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Alembic Club » Alembic Basses & Guitars » Archive through October 10, 2004 » Archive: 2003 » Archive through December 31, 2003 » Alembic F-1X phase problem « Previous Next »

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jrbrown
Junior
Username: jrbrown

Post Number: 38
Registered: 6-2002
Posted on Saturday, December 13, 2003 - 9:30 am:   Edit Post

I'm using the full range and low-pass outputs of my Alembic F-1X to feed two amps and two cabs. Through testing, I discovered that the full range and low-pass outputs are out of phase with each other. This is confirmed by a reduction in bass response when both amps/cabs are on. Bass is restored be reversing one of the speaker leads. I've tested the system using just the full range output to feed both amps; everything works fine. I've also tested the amp, cables, and speakers with a multimeter; all checked fine. The problem is in the F-1X. Can anyone assist?

Edit: I also tested everything with "Y" adapters. The problem is in the preamp.

(Message edited by jrbrown on December 13, 2003)
davehouck
Advanced Member
Username: davehouck

Post Number: 239
Registered: 5-2002
Posted on Saturday, December 13, 2003 - 9:51 am:   Edit Post

James; other members have reported that the full range and low-pass outputs are out of phase with each other on their F-1X preamps. I can not recall reading, and was unable to find searching, where anyone did anything about it.

(I just reread that and it's not worded very well. I guess what I was trying to say was that of the two people who reported the out of phase situation, neither reported having changed anything. That doesn't help much, but perhaps it's a little better. <g> I'm giving up and going back to watch more of my new Grateful Dead DVD!!)

(Message edited by davehouck on December 13, 2003)
jrbrown
Junior
Username: jrbrown

Post Number: 39
Registered: 6-2002
Posted on Saturday, December 13, 2003 - 12:57 pm:   Edit Post

WOW! The F-1X manual makes no mention of a phase shift in the crossover. However, it does illustrate using the low-pass outout to feed a low frequency; not much good if the "bass" is cancelled out. Maybe we can get some answers.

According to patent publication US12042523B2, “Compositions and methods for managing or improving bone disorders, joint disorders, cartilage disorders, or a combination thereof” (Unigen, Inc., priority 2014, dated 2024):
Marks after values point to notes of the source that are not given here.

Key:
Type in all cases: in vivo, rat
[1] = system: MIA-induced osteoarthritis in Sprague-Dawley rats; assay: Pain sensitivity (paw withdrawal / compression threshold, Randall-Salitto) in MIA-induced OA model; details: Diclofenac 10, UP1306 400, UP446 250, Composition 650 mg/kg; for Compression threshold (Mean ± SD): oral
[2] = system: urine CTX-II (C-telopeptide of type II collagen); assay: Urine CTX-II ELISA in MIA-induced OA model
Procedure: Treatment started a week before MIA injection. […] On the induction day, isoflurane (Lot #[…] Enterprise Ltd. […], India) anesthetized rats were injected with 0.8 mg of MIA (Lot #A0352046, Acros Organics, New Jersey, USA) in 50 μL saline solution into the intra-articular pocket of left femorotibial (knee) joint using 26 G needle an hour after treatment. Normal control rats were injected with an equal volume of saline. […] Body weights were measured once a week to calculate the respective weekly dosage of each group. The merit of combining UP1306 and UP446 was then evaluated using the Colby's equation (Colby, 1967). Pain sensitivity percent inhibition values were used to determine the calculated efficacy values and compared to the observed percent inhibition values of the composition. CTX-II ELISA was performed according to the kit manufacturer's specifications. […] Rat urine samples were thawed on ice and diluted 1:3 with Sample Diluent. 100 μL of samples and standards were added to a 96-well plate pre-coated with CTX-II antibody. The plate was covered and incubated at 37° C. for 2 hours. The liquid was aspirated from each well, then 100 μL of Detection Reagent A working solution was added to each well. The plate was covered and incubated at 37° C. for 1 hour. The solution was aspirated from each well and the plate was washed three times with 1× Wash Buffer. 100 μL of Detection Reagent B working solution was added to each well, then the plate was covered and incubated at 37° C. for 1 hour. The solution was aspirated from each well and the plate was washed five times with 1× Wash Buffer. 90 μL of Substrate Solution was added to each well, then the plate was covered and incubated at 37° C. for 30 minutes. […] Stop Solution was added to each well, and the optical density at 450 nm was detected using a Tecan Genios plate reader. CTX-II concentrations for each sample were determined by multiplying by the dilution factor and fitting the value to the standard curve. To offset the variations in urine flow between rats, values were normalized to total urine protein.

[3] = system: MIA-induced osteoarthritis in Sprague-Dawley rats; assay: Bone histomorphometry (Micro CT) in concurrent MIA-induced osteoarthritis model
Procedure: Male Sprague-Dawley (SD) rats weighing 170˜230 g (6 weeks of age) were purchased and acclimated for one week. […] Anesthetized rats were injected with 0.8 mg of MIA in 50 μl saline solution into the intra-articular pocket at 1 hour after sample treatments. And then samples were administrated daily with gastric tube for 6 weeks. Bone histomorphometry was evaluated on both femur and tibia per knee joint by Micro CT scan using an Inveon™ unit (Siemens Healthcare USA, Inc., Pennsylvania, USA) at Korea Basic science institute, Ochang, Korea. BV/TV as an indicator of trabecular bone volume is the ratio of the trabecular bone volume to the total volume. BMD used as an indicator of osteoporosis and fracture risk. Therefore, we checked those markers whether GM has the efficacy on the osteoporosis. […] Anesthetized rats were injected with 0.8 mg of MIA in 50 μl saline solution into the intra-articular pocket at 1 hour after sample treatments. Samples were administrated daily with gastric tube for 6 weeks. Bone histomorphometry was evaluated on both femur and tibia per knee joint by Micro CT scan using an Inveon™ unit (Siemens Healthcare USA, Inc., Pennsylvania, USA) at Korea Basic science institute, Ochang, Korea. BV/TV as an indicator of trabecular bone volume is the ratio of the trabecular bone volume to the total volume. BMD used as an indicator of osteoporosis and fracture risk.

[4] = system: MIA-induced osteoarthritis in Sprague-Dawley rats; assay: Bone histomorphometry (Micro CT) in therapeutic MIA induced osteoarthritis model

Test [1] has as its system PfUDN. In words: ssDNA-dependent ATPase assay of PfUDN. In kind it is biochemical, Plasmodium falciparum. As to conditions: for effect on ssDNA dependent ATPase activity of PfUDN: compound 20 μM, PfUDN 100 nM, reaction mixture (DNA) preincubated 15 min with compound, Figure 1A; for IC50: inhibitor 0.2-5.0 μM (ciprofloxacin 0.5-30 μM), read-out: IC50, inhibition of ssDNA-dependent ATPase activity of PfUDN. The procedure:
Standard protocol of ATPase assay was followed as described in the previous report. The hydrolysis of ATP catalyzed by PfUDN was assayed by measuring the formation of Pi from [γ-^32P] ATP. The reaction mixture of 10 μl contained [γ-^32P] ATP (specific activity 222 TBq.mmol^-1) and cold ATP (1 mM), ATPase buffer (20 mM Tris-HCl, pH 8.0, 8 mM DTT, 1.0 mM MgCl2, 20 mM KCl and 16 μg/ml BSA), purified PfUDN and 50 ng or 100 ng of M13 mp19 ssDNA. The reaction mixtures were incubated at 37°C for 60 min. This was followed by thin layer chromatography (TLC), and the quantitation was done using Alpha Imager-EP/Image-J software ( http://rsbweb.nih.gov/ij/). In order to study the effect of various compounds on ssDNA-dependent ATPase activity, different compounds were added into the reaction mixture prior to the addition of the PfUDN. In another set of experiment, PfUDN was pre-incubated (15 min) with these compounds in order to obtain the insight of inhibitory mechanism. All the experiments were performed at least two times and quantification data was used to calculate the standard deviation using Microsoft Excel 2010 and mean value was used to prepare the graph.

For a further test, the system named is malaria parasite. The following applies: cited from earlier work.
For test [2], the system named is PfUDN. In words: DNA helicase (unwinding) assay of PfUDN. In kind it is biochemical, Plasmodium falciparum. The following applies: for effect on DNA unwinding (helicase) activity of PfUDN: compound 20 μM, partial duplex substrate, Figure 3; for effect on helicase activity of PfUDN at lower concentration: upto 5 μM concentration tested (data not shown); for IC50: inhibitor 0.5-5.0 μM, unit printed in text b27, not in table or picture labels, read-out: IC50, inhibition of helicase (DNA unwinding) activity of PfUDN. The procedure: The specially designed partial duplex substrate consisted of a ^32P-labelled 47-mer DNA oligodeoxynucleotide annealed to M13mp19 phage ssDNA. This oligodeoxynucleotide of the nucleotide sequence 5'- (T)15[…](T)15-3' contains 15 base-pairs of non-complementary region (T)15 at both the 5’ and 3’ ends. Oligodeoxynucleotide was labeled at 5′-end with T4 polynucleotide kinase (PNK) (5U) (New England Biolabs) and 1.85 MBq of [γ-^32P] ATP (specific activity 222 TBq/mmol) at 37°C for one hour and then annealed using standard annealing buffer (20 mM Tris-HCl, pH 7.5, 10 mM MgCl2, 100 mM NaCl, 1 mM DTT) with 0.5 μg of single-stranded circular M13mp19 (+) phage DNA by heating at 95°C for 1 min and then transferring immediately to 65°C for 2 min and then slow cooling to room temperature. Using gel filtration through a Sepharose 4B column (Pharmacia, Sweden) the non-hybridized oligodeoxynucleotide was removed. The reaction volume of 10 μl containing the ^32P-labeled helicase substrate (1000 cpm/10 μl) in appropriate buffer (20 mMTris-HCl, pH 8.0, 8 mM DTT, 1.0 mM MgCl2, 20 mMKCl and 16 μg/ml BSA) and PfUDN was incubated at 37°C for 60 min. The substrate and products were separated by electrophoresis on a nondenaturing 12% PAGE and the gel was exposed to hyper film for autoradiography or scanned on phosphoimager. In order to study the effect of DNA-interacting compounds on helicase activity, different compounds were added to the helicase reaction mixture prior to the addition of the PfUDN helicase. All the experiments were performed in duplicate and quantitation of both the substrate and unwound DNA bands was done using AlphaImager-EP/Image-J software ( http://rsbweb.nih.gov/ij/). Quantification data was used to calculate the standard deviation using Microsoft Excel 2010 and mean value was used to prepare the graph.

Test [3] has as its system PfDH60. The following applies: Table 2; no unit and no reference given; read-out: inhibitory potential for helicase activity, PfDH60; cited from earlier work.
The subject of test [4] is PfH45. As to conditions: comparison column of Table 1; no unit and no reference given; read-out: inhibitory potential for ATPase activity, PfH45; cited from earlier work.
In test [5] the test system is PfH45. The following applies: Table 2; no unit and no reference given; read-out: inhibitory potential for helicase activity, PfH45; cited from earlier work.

jrbrown
Junior
Username: jrbrown

Post Number: 40
Registered: 6-2002
Posted on Thursday, December 18, 2003 - 5:12 pm:   Edit Post

Does anyone else have the same problem?
valvil
Moderator
Username: valvil

Post Number: 287
Registered: 7-2002
Posted on Thursday, December 18, 2003 - 6:25 pm:   Edit Post

James,

I wasn't able to get the whole story from Ron because (as it often happens) he was taken away by an urgent matter, but when Mica & I asked about this today he started off with : " Yes, they should be out of phase..." and we got interrupted. Mica was guessing that our manual might be incomplete or inaccurate in that section.

I'll let you know something as soon as I can get to Ron again.


Valentino
bob
Member
Username: bob

Post Number: 93
Registered: 11-2002
Posted on Thursday, December 18, 2003 - 11:20 pm:   Edit Post

"Yes, they should be out of phase..."

That's the answer I was expecting to hear. I don't have an F1-X, but I've been curiously watching for the outcome here.

As many of you know, given his brilliant work on ELF and so forth, Ron is really quite a fanatic about phase, so this couldn't possibly be something like a design oversight. And though I suppose it could happen, given their obsession with quality, it's not likely to be an intermittent manufacturing problem either.

Probably just an unfortunate documentation problem, and it's great that a few people have been listening carefully enough to notice, and care enough to raise the question and help get it straightened out.

What I'm really curious about is, "why?". My best guess is that this particular design - assuming that you *know* that the outputs are out of phase, and that you therefore appropriately adjust for it elsewhere in the chain - actually results in better phase and/or time alignment, than you would get otherwise. It might also keep the circuit simpler and cleaner, but trust me on this: he didn't do it just because it was easier, or cheaper, or a shortcut, or even because he needed some sleep. There's a good reason.

I had the privilege of spending some time with Ron in person, just yesterday (talking about the amazing work he had done on my custom electronics), and I'd just like to say that he is a wonderful human being - not "merely" a brilliant engineer. The really cool thing is that no matter how "techie" he gets, he always comes back to the real point: what is the sound that you need, to express yourself as a musician, and how can I help you achieve that?